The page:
The future Secretary of State John Hay described the ensuing conflict as a “splendid little war.” The first battle was fought on May 1, in Manila Bay, where Commodore George Dewey’s Asiatic Squadron defeated the Spanish naval force defending the Philippines. The Spanish Caribbean fleet under Adm. Pascual Cervera was located in Santiago harbor in Cuba by U.S. reconnaissance. An army of regular troops and volunteers under Gen. William Shafter (including future president Theodore Roosevelt and his 1st Volunteer Cavalry, the “Rough Riders”) landed on the coast east of Santiago and slowly advanced on the city in an effort to force Cervera’s fleet out of the harbor. On June 10, U.S. troops landed at Guantanamo Bay in Cuba and additional forces landed near the harbor city of Santiago on June 22 and 24. On July 1 took place the Battle of San Juan Hill, victory in which boosted the Rough Riders and their leader Roosevelt into instant fame. On the naval front, after isolating and defeating the Spanish Army garrisons in Cuba, the U.S. Navy eyed the Spanish Caribbean squadron on July 3 as it attempted to escape the U.S. naval blockade of Santiago. In the ensuing battle all of his ships came under heavy fire from U.S. guns and were beached in a burning or sinking condition. Santiago surrendered to Shafter on July 17, thus effectively ending the brief but momentous war.

On July 26, at the behest of the Spanish government, the French ambassador in Washington, Jules Cambon, approached the McKinley Administration to discuss peace terms, and a protocol – to end hostilities – was signed on August 12. President McKinley then issued Proclamation 422—Suspension of Hostilities with Spain, which stated “The United States and Spain have formally agreed upon the terms on which negotiations for the establishment of peace between the two countries shall be undertaken; and Whereas it is in said protocol agreed that upon its conclusion and signature hostilities between the two countries shall be suspended and that notice to that effect shall be given as soon as possible by each Government to the commanders of its military and naval forces: Now, therefore, I, William McKinley, President of the United States, do, in accordance with the stipulations of the protocol, declare and proclaim on the part of the United States a suspension of hostilities and do hereby command that orders be immediately given through the proper channels to the commanders of the military and naval forces of the United States to abstain from all acts inconsistent with this proclamation.”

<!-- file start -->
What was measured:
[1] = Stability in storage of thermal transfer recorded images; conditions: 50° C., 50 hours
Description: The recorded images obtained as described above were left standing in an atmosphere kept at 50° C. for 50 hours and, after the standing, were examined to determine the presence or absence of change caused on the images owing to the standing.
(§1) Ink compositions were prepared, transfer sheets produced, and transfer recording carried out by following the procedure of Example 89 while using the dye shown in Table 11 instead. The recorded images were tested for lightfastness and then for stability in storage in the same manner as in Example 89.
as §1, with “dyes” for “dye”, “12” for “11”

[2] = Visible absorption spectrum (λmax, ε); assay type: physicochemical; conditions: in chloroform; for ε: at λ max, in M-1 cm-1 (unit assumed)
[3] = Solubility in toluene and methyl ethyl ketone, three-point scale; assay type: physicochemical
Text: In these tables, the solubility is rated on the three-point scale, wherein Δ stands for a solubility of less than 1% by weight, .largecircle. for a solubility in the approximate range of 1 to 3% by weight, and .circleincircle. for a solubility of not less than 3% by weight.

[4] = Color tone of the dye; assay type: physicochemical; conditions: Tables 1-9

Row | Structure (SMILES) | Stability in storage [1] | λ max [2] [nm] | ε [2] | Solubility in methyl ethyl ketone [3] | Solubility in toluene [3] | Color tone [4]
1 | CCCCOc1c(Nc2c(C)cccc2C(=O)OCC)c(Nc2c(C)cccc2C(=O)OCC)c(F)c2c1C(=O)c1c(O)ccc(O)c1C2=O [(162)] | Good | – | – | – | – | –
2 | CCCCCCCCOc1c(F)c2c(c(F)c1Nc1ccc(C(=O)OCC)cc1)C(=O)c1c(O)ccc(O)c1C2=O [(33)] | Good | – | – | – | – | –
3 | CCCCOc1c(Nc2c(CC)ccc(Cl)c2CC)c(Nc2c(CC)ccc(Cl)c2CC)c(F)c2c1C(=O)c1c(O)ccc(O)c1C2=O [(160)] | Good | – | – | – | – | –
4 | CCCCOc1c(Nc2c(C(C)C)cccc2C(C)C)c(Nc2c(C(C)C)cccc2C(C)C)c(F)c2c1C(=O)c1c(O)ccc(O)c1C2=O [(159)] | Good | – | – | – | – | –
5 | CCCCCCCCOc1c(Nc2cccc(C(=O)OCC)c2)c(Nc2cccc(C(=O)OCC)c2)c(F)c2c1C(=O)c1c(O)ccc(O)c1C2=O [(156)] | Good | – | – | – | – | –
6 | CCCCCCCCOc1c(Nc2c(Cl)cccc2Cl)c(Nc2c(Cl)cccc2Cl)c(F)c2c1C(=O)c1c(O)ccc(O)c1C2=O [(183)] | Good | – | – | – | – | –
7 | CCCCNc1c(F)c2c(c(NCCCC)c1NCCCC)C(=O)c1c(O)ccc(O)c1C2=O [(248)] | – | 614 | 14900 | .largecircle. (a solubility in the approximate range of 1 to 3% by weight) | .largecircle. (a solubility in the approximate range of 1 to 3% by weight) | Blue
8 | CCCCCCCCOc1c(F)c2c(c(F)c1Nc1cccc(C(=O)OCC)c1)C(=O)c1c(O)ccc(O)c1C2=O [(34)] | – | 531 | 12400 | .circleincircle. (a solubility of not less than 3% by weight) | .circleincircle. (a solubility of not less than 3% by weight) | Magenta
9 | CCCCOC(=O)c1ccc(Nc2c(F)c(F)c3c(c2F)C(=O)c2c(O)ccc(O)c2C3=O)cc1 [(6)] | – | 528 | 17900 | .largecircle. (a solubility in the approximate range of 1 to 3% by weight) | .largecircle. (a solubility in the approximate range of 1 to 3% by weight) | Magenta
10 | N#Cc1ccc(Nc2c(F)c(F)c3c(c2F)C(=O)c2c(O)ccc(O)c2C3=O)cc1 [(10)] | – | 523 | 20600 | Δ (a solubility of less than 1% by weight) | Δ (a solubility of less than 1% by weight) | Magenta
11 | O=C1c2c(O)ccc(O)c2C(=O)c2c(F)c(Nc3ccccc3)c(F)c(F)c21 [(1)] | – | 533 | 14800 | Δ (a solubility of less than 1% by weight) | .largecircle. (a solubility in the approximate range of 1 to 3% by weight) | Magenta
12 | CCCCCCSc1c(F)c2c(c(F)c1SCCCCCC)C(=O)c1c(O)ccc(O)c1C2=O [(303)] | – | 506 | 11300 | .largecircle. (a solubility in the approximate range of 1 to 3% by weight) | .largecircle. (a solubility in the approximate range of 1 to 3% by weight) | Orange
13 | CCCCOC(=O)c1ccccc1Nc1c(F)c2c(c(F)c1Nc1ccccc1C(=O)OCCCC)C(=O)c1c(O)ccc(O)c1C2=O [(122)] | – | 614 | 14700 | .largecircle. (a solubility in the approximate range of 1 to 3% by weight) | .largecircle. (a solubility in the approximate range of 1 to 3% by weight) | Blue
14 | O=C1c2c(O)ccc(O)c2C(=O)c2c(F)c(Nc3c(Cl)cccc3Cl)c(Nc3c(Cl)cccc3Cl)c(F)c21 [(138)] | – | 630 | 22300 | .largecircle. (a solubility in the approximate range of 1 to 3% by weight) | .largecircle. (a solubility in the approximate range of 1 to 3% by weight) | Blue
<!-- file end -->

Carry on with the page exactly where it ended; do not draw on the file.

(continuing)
In those days for a proclamation to take effect the president had to sign an order that the Great Seal of the United States be affixed to the proclamation. Only then could it become law. McKinley’s proclamation ending hostilities was no exception. The same day as the proclamation was signed, McKinley ordered the end of hostilities by having the Great Seal of the United States affixed to the proclamation. And this is the very document with which he did so.

Document signed as president, Executive Mansion letterhead, August 12, 1898. “I hereby authorize and direct the Secretary of State to cause the Seal of the United States to be affixed to my Proclamation in regard to the cessation of hostilities between the United States and Spain.” It is signed boldly at the conclusion by William McKinley. Accompanied by a copy of McKinley’s proclamation.

The war officially ended by treaty four months later, when after negotiations the U.S. and Spanish governments signed the Treaty of Paris on December 10, 1898. The Treaty guaranteed the independence of Cuba, and also forced Spain to cede Guam and Puerto Rico to the United States. Spain also agreed to sell the Philippines to the United States for the sum of $20 million. The U.S. Senate ratified the treaty on February 6, 1899.

This is a piece of American history that can’t be matched in terms of rarity, nor bested in terms of importance.

Purchase $90,000

Frame, Display, Preserve

Each frame is custom constructed, using only proper museum archival materials. This includes:The finest frames, tailored to match the document you have chosen. These can period style, antiqued, gilded, wood, etc. Fabric mats, including silk and satin, as well as museum mat board with hand painted bevels. Attachment of the document to the matting to ensure its protection. This "hinging" is done according to archival standards. Protective "glass," or Tru Vue Optium Acrylic glazing, which is shatter resistant, 99% UV protective, and anti-reflective. You benefit from our decades of experience in designing and creating beautiful, compelling, and protective framed historical documents.

Learn more about our Framing Services